Our flight from Nairobi to Kisumu was a little bit of an adventure. First, we tried to check in early so we could check our luggage and not carry it around when Sam showed us the Nairobi airport. This turned out to be more complicated then we thought and included myself going back and forth through security multiple times as we sorted out an issue with my ticket. Later, as we waited to board the plane, Cale remembered we needed to take our antimalarial meds again. Let me say very clearly now, when doxy says take with food, it means take with food. We had forgotten that it had been five hours since breakfast and the only thing we had eaten recently was some fresh-squeezed mango juice. As I sat on the tiny plane that would take us the 45 minutes to Kisumu, I began to experience the most amazing heartburn. However, as the burning sensation spread from my stomach up my chest, I realized it had no intention of stopping. And so, I used an airline airsick bag for the first time in my life before the plane had even taken off. It was amazingly embarrassing. The flight attendants were incredibly helpful and the flight itself was uneventful, but I was still feeling miserable when we landed. Cale explained later that he too felt the affects of taking the doxy without food. He had forced himself to not throw up.
We were to be met at the Kisumu airport by our In-Country Coordinator, Pam Lutta. In addition to being the Director of Marketing and Corporate Relations for the Mumias Sugar Company, she is also Dr. W’s sister. I was ashamed to meet her for the first time in my current state. I stank, I had recently vomited, I looked a mess. After a quick tooth brush in the airport bathroom, Cale and I found a welcoming Pam just outside the airport gates. She was not put off by our disheveled appearances or, hopefully, by our smell. The ride from Kisumu to Mumias was just about one hour. Cale found himself powerless against sleep during much of the ride. During the ride, I noticed again how things in the developing world are much the same wherever you go. The scene out the window could easily have been somewhere inland in Samoa, Thailand, or Cambodia. The roads were in quite a state and our driver sped around potholes and overtook other vehicles with relative ease. At one point, a large stretch of road was under construction, and we were shunted off to a dirt path next too the road. Luckily, it is the rainy season, as Pam explained the dust from the construction is overwhelming when there is no rain to keep it down.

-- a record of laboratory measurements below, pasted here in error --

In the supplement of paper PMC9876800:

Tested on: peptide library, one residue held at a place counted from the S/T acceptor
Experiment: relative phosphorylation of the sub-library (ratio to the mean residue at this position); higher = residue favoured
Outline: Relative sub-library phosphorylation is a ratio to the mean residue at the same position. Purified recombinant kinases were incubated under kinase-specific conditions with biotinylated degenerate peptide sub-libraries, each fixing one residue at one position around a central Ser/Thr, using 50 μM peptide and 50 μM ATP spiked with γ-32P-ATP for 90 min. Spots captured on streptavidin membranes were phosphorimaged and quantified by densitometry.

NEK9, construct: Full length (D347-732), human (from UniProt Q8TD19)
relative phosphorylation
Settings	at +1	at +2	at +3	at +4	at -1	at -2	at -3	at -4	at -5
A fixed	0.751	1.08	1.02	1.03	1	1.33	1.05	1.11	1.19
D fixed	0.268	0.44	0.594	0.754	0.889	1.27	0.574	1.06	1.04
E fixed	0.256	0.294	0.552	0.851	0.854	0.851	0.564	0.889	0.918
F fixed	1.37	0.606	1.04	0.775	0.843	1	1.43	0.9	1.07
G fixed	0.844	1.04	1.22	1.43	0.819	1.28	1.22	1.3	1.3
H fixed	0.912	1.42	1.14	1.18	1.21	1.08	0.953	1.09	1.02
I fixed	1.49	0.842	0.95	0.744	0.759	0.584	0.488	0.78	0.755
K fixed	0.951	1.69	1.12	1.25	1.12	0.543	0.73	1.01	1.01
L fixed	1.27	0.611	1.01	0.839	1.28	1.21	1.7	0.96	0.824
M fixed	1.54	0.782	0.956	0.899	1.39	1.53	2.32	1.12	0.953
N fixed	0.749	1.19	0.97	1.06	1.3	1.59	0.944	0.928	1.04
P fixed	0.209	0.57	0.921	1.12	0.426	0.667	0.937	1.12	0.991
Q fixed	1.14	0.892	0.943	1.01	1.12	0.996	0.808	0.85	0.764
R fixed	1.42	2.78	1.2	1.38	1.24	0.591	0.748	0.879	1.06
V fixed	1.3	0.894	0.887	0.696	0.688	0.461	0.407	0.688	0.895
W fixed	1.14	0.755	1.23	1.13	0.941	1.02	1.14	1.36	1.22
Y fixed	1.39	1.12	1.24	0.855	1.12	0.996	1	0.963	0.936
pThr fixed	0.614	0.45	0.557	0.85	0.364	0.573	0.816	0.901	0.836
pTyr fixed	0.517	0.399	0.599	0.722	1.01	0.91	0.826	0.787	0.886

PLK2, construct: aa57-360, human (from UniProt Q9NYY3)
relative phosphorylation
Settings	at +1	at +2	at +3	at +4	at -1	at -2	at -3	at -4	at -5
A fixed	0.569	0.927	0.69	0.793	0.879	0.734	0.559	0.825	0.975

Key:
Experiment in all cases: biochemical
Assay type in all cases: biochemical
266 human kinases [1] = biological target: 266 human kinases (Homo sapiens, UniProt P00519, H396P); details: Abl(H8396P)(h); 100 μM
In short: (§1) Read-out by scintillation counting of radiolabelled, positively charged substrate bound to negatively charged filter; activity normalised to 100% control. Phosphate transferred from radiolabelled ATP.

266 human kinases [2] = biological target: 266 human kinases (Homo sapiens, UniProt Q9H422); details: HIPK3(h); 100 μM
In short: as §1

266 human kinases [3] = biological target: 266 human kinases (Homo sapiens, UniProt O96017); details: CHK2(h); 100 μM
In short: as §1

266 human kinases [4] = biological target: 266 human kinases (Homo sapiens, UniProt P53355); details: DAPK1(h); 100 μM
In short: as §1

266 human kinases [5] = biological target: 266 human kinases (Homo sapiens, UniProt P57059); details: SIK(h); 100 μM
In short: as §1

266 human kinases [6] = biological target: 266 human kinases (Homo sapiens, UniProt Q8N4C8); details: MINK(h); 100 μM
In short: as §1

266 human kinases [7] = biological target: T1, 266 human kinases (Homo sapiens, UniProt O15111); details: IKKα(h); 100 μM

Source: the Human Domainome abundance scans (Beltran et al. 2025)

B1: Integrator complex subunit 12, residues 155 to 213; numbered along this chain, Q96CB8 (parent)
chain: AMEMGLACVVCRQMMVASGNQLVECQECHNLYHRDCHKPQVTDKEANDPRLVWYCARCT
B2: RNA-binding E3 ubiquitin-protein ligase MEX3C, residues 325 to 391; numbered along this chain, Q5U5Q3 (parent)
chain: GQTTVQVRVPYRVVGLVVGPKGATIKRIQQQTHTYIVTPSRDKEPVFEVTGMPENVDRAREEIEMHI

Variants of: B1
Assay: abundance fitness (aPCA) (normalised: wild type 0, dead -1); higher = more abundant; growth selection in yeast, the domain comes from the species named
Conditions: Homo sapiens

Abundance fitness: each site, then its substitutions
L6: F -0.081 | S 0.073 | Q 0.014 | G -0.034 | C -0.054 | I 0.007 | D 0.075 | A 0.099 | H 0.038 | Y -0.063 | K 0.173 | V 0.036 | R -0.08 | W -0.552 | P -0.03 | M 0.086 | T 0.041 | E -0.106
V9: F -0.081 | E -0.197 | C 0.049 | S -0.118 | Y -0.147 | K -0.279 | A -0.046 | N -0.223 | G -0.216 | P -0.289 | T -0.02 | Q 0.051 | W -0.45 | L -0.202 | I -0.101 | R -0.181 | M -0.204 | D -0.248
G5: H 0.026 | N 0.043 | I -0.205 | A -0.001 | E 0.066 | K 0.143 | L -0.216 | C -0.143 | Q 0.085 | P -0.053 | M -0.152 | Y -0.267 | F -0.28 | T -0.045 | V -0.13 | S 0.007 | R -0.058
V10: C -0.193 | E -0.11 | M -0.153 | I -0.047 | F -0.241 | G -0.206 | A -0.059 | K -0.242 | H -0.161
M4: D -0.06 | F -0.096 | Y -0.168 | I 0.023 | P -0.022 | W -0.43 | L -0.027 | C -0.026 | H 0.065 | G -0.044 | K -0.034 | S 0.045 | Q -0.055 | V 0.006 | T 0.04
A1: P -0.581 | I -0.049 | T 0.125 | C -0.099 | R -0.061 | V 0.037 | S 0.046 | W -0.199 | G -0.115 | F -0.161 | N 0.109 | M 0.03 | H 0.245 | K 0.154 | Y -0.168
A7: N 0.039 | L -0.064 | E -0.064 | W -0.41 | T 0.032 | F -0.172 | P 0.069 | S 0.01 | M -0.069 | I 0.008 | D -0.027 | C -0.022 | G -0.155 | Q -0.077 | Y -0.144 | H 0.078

Finally, more than 40 hours after we left Indy we arrived at Pam’s house on the Mumias Sugar compound. This will be our home too for the next 10 weeks. I will share the story of the students’ arrival in Kenya soon.